9News: Trade Nerves

Peter Overton, Nine News Sydney: Interest rates were kept on hold by the Reserve Bank today, however markets were anything but steady…

Shares falling heavily as Donald Trump re-kindled his global trade war

Ross Greenwood: Close to record highs and insight of the best performance in 10 years, our sharemarket stumbled today over the hurdled of Donald Trump and tariffs.

US President Donald Trump: I gave them a big break on tariffs, but now Im taking that break off.

Greenwood: For once Trump didn’t aim his tariffs on China, instead at Argentina, Brazil and France.

But that was enough to spook markets, worried a trade War will re-ignite.

Here, interest rates were on hold, with the worry now the Reserve Bank rate cuts are pushing property prices up too quickly.

Chris Richardson, Deloitte Access Economics: Crazy house prices and the leap they are seeing at the moment, is a bad thing for the economy long-term.

Greenwood: The economic puzzle is house prices are again rising fast, the stock-market close to record highs, and today the first consecutive current account surplus since 1973 – in other words, more money is coming into the country, than going out.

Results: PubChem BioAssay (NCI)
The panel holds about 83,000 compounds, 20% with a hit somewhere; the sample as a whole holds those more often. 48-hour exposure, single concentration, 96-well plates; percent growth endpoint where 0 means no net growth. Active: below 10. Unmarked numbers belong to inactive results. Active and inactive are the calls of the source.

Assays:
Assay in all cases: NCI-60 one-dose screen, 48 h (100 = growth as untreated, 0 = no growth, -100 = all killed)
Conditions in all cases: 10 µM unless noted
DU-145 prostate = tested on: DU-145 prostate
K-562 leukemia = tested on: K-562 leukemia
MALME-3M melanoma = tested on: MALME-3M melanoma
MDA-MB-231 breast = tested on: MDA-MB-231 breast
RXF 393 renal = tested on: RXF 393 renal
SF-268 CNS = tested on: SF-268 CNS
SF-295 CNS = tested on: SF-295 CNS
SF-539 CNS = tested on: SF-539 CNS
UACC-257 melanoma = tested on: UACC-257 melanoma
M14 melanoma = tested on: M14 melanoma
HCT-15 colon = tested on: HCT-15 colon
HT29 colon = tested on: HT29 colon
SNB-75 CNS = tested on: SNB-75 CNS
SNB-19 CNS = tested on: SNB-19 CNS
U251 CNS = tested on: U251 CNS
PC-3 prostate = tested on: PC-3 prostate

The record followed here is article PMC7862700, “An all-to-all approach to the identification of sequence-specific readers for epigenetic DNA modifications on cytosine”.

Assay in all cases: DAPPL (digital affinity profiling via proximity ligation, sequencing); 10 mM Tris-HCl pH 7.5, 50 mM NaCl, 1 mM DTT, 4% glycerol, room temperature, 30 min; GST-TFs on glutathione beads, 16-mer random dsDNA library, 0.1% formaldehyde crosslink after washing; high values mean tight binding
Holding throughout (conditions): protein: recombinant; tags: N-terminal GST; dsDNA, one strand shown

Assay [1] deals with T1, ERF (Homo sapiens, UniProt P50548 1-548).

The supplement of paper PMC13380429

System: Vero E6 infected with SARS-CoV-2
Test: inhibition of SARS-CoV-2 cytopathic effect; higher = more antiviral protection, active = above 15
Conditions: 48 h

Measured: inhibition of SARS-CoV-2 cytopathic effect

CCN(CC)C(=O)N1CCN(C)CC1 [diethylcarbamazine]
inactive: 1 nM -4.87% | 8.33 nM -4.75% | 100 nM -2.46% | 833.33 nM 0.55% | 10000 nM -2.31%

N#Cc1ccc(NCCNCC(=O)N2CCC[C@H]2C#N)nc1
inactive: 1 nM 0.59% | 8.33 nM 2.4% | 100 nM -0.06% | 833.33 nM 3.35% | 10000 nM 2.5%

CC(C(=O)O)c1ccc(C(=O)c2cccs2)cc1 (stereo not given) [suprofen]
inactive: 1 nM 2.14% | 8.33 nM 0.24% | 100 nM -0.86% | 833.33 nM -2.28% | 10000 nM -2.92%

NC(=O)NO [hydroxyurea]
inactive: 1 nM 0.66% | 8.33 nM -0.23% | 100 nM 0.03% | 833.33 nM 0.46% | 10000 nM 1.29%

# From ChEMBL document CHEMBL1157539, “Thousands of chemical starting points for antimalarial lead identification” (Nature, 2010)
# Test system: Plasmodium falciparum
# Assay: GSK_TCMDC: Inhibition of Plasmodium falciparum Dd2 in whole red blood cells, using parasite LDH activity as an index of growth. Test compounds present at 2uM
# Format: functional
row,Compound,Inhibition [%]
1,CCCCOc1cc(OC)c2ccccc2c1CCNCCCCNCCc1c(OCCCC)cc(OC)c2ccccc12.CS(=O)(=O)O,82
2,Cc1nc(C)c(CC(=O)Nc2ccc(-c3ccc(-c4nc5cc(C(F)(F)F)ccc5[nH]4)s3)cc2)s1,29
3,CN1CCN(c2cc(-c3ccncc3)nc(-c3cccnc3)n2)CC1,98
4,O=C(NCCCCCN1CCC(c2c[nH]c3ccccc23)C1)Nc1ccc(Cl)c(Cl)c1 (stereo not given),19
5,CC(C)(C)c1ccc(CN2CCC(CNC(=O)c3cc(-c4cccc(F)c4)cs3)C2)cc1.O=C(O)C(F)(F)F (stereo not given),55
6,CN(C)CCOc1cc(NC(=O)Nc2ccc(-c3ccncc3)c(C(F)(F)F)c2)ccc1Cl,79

But the Reserve Banks tipped to cut interest rats again next year because things are apparently so crook.

Richardson: Lower interest rates are powering up housing, but not necessarily much else.

Greenwood: The trick is to get people spending, to get retail going – that’s the tough part

Ian Purchas, SV Partners: There’s not a lot of confidence with consumers to go out and spend money, and the RBA with its interest rates drops doesn’t really seem to have helped that much.

Greenwood: The Reserve Bank today gave a hint, saying lower interest rates have boosted house prices which in time should lead to increased spending.

But maybe, not in time for some.

Purchas: My greatest fear Ross, is we are going to have a lot more financial failures of those bigger retailer businesses that we’ve seen happening over the last six months.

Greenwood: the Reserve Bank today said the economy should pick up again in 2021 – more than a year away.

Ross Greenwood, Nine News

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